Scaling the Earth: A Sensitivity Analysis of Terrestrial Exoplanetary Interior Models
Unterborn et al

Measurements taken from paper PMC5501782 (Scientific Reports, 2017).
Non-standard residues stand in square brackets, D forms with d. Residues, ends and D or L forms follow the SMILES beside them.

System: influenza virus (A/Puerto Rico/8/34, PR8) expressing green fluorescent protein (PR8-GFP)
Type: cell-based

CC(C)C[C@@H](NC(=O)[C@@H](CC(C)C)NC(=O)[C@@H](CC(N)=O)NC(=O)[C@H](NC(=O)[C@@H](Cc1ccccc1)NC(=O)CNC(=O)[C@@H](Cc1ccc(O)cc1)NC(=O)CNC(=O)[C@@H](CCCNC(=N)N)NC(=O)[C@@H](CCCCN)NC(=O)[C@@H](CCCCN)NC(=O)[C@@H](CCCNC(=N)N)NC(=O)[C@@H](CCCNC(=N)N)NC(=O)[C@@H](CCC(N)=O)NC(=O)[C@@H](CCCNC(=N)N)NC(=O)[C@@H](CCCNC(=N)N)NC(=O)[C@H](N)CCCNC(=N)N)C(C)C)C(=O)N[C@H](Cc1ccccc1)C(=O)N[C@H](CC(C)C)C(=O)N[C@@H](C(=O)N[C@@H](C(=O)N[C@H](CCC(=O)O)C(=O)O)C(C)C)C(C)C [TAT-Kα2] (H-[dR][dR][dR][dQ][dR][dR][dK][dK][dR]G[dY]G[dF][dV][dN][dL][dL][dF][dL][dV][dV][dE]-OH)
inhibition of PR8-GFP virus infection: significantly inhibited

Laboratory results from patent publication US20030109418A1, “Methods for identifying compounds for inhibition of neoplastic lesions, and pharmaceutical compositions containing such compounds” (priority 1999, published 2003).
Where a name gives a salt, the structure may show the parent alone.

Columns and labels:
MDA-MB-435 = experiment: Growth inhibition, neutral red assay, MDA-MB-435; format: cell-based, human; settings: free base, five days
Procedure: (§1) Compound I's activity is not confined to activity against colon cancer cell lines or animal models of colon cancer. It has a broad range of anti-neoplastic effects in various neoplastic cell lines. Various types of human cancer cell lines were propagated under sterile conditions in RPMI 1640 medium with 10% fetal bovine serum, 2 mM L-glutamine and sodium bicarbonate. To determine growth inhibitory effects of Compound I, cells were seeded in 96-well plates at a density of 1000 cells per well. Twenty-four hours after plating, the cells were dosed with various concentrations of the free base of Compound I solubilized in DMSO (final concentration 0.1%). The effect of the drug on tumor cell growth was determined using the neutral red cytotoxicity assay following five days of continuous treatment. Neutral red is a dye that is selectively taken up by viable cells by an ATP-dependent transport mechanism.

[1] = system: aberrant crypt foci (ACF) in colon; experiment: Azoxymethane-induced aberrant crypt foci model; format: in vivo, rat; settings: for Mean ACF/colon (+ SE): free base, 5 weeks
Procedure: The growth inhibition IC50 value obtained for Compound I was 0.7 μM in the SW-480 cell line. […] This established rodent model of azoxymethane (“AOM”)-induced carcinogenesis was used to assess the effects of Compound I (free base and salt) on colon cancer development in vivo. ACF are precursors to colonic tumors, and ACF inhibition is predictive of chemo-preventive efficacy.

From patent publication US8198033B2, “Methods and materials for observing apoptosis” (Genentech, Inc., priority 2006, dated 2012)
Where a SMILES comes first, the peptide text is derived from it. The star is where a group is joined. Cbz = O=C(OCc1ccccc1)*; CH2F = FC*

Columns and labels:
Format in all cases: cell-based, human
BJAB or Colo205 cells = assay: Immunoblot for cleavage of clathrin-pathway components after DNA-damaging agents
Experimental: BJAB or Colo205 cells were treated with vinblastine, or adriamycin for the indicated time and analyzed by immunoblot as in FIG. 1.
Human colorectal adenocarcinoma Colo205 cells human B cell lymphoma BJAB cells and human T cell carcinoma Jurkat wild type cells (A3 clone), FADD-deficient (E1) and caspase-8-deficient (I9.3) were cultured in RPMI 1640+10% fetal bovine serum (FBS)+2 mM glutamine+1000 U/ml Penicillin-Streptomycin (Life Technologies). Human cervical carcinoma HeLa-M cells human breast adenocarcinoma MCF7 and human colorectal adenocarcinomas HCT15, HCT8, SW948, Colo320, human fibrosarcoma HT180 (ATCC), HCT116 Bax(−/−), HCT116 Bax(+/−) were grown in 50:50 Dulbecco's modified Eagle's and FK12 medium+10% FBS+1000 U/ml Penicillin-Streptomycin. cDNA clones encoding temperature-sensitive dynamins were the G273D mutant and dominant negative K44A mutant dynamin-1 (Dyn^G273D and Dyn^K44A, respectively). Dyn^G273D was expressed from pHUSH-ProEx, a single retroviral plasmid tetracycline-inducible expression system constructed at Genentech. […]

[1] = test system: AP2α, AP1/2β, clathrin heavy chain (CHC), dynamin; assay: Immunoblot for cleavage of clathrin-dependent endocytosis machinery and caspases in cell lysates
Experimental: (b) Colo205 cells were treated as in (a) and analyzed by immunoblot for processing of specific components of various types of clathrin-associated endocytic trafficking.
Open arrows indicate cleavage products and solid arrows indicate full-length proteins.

An exoplanet's structure and composition are first-order controls of the planet's habitability. We explore which aspects of bulk terrestrial planet composition and interior structure affect the chief observables of an exoplanet: its mass and radius. We apply these perturbations to the Earth, the planet we know best. Using the mineral physics toolkit BurnMan to self-consistently calculate mass-radius models, we find that core radius, presence of light elements in the core and an upper-mantle consisting of low-pressure silicates have the largest effect on the final calculated mass at a given radius, with mantle composition being secondary. We further apply this model to determine the interior composition of Kepler-36b, finding that it is likely structurally similar to the Earth with Si/Fe = 1.14 compared to Earth's Si/Fe = 1 and Sun's Si/Fe = 1.19. We expand these results provide a grid of terrestrial mass-radius models for determining whether exoplanets are indeed "Earth-like" as bound by their composition and structure.